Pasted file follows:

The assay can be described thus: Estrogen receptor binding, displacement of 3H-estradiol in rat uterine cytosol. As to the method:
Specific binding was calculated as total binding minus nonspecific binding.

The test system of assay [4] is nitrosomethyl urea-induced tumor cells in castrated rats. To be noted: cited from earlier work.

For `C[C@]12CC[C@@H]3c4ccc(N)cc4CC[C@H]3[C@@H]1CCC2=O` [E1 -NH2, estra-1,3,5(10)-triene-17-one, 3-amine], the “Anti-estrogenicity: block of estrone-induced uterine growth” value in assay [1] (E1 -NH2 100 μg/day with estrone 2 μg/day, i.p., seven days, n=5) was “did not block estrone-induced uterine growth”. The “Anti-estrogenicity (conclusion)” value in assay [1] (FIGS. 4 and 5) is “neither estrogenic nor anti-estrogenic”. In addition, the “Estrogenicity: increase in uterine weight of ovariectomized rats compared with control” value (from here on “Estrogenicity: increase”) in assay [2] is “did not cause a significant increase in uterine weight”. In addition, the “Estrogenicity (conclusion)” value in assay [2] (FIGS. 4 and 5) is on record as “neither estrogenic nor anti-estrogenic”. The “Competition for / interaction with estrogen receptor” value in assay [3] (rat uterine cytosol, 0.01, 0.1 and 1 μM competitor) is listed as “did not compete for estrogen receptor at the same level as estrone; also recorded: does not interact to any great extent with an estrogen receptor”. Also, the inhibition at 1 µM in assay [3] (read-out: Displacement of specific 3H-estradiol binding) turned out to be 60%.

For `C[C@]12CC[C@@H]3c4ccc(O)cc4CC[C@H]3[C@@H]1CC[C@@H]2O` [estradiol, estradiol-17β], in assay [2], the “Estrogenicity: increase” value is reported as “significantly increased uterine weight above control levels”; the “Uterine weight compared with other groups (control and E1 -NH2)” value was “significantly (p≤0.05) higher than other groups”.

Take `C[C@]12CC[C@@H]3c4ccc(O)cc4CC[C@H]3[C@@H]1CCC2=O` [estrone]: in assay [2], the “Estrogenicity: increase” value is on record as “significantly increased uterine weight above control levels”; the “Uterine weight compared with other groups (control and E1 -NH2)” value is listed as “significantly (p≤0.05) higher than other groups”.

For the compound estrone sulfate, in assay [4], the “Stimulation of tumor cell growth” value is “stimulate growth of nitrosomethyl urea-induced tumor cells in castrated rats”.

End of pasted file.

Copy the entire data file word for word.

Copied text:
The assay can be described thus: Estrogen receptor binding, displacement of 3H-estradiol in rat uterine cytosol. As to the method:
Specific binding was calculated as total binding minus nonspecific binding.

The test system of assay [4] is nitrosomethyl urea-induced tumor cells in castrated rats. To be noted: cited from earlier work.

For `C[C@]12CC[C@@H]3c4ccc(N)cc4CC[C@H]3[C@@H]1CCC2=O` [E1 -NH2, estra-1,3,5(10)-triene-17-one, 3-amine], the “Anti-estrogenicity: block of estrone-induced uterine growth” value in assay [1] (E1 -NH2 100 μg/day with estrone 2 μg/day, i.p., seven days, n=5) was “did not block estrone-induced uterine growth”. The “Anti-estrogenicity (conclusion)” value in assay [1] (FIGS. 4 and 5) is “neither estrogenic nor anti-estrogenic”. In addition, the “Estrogenicity: increase in uterine weight of ovariectomized rats compared with control” value (from here on “Estrogenicity: increase”) in assay [2] is “did not cause a significant increase in uterine weight”. In addition, the “Estrogenicity (conclusion)” value in assay [2] (FIGS. 4 and 5) is on record as “neither estrogenic nor anti-estrogenic”. The “Competition for / interaction with estrogen receptor” value in assay [3] (rat uterine cytosol, 0.01, 0.1 and 1 μM competitor) is listed as “did not compete for estrogen receptor at the same level as estrone; also recorded: does not interact to any great extent with an estrogen receptor”. Also, the inhibition at 1 µM in assay [3] (read-out: Displacement of specific 3H-estradiol binding) turned out to be 60%.

For `C[C@]12CC[C@@H]3c4ccc(O)cc4CC[C@H]3[C@@H]1CC[C@@H]2O` [estradiol, estradiol-17β], in assay [2], the “Estrogenicity: increase” value is reported as “significantly increased uterine weight above control levels”; the “Uterine weight compared with other groups (control and E1 -NH2)” value was “significantly (p≤0.05) higher than other groups”.

Take `C[C@]12CC[C@@H]3c4ccc(O)cc4CC[C@H]3[C@@H]1CCC2=O` [estrone]: in assay [2], the “Estrogenicity: increase” value is on record as “significantly increased uterine weight above control levels”; the “Uterine weight compared with other groups (control and E1 -NH2)” value is listed as “significantly (p≤0.05) higher than other groups”.

For the compound estrone sulfate, in assay [4], the “Stimulation of tumor cell growth” value is “stimulate growth of nitrosomethyl urea-induced tumor cells in castrated rats”.